Is it about a hyperactive single woman? Is she still gung-ho about her ex-fiance who ditched her last minute? Does she hire an escort to play boyfriend during her sister's wedding? Is the wedding in London? Is the escort a charming all-rounder with a cleft on his chin? Is the girl's family a complete circus? Is the girl's sister hiding an important secret? And is there a huge mansion with pretty lawns where the family plays cricket?
Oh my God, yes!
Aap Ki Khatir is such a faithful rip-off of The Wedding Date that the films look like twins.
Right from the first scene, when the heroine sleepily responds to the answering machine, to a climax full of confession and confusion, Aap Ki Khatir is a replica with no mind of its own. Plagiarism is not new. What I can't get over is why remake a run of the mill, dumb Hollywood movie like The Wedding Date?
In the past, director Dharmesh Darshan has packaged Jab Jab Phool Khile as Raja Hindustani, Caravan as Mela and Gumraah as Bewafaa. This time he picks the Debra Messing-Dermot Mulroney starrer to do the needful.
India-based Anu (Priyanka Chopra) flies to London to attend her stepsister Shirani's (Amisha Patel) wedding to Kunal (Sunil Shetty). Accompanying her is a professional escort, Aman (Akshaye Khanna). The idea is to make Anu's erstwhile boyfriend, Danny (Dino Morea, playing the dreamy-faced jerk yet again) extremely jealous.
While they are at it, Anu and Aman shop, visit nightclubs, practice ballroom dancing, hit boundaries off the bat, mock make-out in vintage cars, and generally capitalise on their London visa.
In addition to promoting tourism, this also gives Darshan a chance to insert half a dozen Himesh Reshammiya songs. It's amazing how his flamboyant foot-tappers compliment Priyanka and Amisha's tacky wardrobe. Except in casual attire, these girls look straight out of a Barbie store with ornate brooches on frilly pinks.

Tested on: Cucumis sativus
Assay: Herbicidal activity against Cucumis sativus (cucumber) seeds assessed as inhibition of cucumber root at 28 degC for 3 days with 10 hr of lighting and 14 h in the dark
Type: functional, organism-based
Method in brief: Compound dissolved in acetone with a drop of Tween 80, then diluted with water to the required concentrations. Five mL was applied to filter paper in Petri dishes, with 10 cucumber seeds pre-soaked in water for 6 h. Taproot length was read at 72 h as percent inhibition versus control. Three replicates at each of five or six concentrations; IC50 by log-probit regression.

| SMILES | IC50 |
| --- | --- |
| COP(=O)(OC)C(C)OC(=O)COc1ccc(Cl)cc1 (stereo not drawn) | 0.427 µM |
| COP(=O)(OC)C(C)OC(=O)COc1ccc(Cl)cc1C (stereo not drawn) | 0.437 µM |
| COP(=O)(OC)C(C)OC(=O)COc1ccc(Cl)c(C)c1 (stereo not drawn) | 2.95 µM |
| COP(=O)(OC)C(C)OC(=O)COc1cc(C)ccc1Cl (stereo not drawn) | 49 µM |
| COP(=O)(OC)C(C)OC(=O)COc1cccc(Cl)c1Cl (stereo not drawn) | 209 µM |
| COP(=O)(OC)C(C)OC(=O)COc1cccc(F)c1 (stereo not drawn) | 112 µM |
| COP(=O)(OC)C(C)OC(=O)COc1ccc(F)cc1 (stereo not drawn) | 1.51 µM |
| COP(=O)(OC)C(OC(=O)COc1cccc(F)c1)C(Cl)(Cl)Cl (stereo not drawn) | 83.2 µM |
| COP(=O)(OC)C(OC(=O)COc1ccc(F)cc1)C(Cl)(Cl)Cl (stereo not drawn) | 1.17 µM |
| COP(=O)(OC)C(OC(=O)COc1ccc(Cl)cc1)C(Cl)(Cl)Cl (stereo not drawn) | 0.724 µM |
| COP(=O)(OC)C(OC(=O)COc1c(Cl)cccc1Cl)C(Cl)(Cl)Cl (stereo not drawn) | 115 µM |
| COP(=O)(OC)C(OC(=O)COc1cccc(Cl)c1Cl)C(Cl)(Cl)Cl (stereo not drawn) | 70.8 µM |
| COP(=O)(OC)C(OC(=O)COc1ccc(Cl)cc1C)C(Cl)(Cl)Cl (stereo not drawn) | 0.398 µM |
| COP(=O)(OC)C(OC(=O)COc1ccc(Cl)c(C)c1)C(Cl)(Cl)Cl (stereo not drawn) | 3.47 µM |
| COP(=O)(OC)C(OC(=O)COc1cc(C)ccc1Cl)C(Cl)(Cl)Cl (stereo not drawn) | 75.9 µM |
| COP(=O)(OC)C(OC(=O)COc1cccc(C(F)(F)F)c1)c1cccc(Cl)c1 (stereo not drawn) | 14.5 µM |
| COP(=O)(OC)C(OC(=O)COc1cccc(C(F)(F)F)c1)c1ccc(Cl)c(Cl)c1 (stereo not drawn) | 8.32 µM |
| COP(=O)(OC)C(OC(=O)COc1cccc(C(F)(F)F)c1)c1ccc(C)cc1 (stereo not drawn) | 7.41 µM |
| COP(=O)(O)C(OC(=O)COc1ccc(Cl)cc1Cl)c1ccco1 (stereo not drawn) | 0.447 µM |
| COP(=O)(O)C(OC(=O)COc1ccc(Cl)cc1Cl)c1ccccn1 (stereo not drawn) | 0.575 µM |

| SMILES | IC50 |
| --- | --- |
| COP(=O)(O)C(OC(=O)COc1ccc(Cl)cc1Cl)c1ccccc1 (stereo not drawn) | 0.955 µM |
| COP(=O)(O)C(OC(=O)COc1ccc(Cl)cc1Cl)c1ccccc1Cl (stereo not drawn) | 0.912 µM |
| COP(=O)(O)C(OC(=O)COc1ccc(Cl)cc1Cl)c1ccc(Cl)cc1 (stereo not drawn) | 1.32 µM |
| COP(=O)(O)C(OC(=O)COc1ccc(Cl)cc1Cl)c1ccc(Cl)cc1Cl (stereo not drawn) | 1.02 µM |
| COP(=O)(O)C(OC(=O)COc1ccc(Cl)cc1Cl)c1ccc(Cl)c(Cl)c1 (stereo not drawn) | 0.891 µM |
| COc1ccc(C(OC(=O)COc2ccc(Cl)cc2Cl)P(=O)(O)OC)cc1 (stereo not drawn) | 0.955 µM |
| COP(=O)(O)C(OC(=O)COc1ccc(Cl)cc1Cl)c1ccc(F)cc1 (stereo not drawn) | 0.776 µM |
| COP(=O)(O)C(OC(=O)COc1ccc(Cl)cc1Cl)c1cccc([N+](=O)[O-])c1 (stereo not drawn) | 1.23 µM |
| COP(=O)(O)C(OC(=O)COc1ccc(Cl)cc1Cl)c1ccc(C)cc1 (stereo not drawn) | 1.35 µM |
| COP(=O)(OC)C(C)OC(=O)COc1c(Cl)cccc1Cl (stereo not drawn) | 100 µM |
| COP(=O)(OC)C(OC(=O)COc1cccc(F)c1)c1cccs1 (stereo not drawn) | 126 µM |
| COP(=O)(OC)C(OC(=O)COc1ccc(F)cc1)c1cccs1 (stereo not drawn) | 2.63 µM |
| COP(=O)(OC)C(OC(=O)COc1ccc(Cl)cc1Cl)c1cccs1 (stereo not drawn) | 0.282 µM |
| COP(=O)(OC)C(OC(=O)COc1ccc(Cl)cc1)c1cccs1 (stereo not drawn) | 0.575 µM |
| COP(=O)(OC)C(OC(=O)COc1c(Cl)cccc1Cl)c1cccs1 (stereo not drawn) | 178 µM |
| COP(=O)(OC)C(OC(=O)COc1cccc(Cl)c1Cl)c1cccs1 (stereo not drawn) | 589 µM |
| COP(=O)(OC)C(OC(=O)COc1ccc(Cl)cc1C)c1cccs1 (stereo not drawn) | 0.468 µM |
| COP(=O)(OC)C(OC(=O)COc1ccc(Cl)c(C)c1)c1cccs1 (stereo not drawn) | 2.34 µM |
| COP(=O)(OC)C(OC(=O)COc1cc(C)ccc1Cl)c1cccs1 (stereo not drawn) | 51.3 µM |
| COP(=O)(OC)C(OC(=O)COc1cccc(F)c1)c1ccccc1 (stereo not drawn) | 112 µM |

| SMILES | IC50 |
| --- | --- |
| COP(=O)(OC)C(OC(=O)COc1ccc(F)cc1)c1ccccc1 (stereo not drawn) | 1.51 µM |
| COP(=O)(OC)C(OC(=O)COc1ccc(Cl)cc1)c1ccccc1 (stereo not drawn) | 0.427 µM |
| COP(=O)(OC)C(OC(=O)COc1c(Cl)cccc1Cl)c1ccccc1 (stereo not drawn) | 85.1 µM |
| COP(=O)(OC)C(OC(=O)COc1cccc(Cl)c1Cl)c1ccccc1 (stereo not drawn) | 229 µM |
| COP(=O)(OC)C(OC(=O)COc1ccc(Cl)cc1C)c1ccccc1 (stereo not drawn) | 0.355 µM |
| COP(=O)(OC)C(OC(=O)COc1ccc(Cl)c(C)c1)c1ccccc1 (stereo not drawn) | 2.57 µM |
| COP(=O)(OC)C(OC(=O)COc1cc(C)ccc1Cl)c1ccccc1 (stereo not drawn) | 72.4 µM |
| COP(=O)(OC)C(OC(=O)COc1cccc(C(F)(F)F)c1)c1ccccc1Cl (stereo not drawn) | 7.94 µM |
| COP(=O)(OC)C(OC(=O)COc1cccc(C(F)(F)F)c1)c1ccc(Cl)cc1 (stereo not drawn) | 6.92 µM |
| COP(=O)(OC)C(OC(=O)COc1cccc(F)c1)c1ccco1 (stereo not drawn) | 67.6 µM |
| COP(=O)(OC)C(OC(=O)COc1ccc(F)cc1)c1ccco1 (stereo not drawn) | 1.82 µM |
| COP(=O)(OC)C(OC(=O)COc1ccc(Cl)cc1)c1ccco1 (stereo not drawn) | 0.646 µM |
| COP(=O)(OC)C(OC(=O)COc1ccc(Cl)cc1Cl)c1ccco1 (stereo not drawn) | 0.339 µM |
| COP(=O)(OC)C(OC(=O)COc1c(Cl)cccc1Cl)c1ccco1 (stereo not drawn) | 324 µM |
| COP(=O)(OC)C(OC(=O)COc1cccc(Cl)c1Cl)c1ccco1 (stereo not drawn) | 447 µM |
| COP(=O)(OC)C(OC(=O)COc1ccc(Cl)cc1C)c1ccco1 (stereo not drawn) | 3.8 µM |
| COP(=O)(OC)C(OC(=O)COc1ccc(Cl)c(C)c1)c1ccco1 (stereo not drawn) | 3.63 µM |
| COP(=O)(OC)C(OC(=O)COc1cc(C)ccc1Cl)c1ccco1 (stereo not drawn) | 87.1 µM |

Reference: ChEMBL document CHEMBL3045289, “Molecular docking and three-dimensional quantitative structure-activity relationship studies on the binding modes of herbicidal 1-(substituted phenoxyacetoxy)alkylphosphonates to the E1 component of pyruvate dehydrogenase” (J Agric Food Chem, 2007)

The big fat freak wedding ensues in crazy cacophony. Anu and Shirani's Mummy-Daddy (Anupam Kher, Lillete Dubey) represent the typically filmi, over-the-top Punjabis, you know, the kind you see in Yash Chopra and Karan Johar's 'family' flicks.
Conversely, Kunal's folks (Tiku Talsania, Kamini Khanna) play the boisterous, snack feasting, broken English-speaking Gujaratis from New York.
If Darshan's intention is to cash on the Kantaben vs Lajjoji humour of Johar's Kal Ho Naa Ho, he messes up pretty bad. All you have here is a gallery of obnoxious caricatures making a wedding ceremony look like a sports day function.
God bless Akshaye Khanna. A chilled-out messiah in this motley of over-enthused nuts, his winsome smile, breezy wit and polished screen presence shine even better in the company of ineffective co-stars. Priyanka Chopra's Anu is erratically sketched. Her character is never consistent: first flaky, then cool, and later, sensitive. Plus you (or she) never really find out why Danny dumped her in the first place. So I guess that makes her dense, as well. Chopra does have charm though, and should do better under the guidance of a skilled director.
And then there is Amisha Patel. What's with all that mascara, girl? In any case, she has precious little to do. She says her lines, flutters those eyelashes and looks mostly bored to tears. Her romantic scenes with a heavily miscast Sunil Shetty make for agonising viewing. It's a how-not-to-act demonstration.
In terms of chemistry, none of the actors share any vibes. If you discount all the superficial hugs and muaahs, there is no visible warmth or spark between siblings, lovers or their ex-flames.
Despite its many minuses, Aap Ki Khatir is still endurable on account of its running time of just 130 minutes. Watch it only Akshaye ki Khatir but at your own risk.
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